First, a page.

Having found that the yearbook is a “limited public forum,” the Court found that rights of the University “to limit expressive activity are sharply circumscribed.” A state university may “enforce content-based restrictions only if they are narrowly drawn to serve a compelling interest, and may enforce content neutral time, place and manner restrictions only if they are ‘narrowly tailored to serve a significant government interest, and leave open ample alternative channels of communication.”‘
The same principles that apply to Freedom of the Press on campus also apply to Freedom of Association. This area of the law was reviewed a decade ago in: “State Power and Discrimination by Private Clubs: First Amendment Protection for Non-Expressive Associations,” 104 Harvard Law Review 1835 (1991). The article was summarized in Fraternal Law No. 42, November 1992.
Whether it is the content of a publication, or the freedom to associate with those whom one chooses to associate, a state university cannot violate student rights. The same law applies whether it arises through an administrative action against a publication or an administrative action against a student assembly. The rights of students in Greek organizations and in other organizations all come under the same law. When the rights of any student group are suppressed, it affects all students on that campus and perhaps on other campuses.
[BUT AT DARTHMOUTH…
On May 11, 2001, Dartmouth College announced that the Zeta Psi Fraternity had permanently lost its recognition by the College. According to the College’s investigation, Zeta Psi prepared and distributed “newsletters” that “purported to describe exploits, many of them sexual in nature, of various members of the fraternity and other students.” The publications, which the Fraternity described as satire, included use of names and photographs of Dartmouth women and descriptions of the reported exploits. One newsletter promised a report on “patented date-rape techniques” in an upcoming issue.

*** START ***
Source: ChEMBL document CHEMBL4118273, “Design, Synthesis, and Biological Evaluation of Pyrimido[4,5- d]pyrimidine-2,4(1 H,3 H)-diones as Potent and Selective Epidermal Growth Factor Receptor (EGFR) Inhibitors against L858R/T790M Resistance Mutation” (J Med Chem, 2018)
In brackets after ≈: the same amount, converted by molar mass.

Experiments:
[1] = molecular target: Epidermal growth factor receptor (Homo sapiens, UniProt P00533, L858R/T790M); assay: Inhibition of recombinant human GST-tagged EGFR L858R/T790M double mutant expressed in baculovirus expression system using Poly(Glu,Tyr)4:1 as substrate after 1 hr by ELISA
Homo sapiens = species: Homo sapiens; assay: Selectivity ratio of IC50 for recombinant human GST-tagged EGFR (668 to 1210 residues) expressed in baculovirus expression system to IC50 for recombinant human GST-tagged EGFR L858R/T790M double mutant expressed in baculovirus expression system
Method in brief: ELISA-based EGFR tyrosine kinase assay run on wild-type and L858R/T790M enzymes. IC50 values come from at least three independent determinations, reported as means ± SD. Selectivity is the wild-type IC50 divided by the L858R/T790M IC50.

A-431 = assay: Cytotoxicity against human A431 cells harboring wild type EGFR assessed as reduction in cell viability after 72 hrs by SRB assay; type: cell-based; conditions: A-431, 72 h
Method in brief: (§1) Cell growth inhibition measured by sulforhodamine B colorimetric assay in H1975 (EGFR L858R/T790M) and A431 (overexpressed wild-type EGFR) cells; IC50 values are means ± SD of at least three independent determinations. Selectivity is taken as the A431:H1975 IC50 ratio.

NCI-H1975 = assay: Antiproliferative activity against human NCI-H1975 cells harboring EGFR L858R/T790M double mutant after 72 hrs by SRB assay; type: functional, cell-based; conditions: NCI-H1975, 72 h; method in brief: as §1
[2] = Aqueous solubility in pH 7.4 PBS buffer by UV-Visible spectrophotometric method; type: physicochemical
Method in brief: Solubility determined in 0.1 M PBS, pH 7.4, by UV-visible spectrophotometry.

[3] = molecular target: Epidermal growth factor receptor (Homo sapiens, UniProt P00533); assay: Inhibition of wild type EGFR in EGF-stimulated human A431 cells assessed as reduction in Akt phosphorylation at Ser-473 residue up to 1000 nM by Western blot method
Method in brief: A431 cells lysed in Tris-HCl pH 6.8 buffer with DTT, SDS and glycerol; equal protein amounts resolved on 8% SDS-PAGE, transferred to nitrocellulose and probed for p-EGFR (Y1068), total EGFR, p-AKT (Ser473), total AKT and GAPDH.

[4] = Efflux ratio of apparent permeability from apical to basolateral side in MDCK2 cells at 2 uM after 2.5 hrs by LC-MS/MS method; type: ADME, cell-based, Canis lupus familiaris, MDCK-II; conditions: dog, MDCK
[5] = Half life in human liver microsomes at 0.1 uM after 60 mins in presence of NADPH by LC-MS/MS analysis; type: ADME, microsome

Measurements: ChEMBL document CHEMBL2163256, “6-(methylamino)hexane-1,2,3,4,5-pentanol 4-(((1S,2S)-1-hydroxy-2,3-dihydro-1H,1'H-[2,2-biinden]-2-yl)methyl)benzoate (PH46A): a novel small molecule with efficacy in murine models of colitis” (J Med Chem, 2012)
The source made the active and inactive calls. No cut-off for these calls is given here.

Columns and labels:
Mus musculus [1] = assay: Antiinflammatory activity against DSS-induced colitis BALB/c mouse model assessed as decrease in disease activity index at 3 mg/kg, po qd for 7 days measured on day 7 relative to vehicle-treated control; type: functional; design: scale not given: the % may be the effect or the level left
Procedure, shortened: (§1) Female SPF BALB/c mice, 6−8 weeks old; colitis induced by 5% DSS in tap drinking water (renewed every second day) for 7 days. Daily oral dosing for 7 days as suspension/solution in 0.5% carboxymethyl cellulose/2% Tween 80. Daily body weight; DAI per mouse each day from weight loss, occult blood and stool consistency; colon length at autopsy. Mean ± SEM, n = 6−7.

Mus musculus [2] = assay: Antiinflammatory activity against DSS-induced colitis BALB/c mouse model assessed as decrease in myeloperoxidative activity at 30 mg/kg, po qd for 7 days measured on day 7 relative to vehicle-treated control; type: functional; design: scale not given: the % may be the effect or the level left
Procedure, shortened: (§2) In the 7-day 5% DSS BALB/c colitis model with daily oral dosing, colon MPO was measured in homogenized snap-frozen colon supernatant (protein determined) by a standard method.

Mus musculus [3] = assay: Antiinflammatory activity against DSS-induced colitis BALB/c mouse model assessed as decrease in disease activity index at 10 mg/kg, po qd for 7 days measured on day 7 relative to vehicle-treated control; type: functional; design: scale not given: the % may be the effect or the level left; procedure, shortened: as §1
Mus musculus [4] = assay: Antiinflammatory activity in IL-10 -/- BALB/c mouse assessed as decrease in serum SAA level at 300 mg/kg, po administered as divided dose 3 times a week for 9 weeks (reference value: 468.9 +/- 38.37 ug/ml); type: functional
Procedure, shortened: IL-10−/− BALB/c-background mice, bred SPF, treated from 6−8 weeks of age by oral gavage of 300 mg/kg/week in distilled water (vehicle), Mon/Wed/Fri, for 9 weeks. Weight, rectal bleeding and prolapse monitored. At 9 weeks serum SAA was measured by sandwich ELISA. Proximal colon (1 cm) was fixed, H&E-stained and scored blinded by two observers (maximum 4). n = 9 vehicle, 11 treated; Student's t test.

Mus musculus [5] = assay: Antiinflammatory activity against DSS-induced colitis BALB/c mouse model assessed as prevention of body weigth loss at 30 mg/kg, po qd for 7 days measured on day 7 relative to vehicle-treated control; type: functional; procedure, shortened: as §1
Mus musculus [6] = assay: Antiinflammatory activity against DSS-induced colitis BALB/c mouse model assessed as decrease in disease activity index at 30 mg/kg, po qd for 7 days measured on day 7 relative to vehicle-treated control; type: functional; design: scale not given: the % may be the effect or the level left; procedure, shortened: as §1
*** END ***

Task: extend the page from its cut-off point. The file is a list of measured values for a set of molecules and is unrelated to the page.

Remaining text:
In announcing the permanent derecognition, Dean of the College James Larimore wrote that “[a] Dartmouth education is based in significant part on the concept of a community of learning.” He went on to state that “Dartmouth’s recognition of Zeta Psi and other (Coed, Fraternity and Sorority) organizations is premised on the idea that they contribute positively to the life of the institution. When an organization violates the rules and values of the community in the manner that Zeta Psi has – by abusive treatment of fellow students – it forfeits its right to continued membership in our community.” Dean Larimore recognized the considerable discussion on campus about freedom of expression. He countered that allowing such freedom to engage in any and all expressive behavior, subject to no standard whatsoever, “is corrosive of the very idea of a residential college.” He concluded that “Dartmouth has the right and the obligation to remove from its residential life system an organization that will not conform to the standards of that system.”
Letter to the Dartmouth Community from Dean of the College James Larimore is available at the Dartmouth College website, www.dartmouth.edu/-news/releases/may0l/j1511.html.]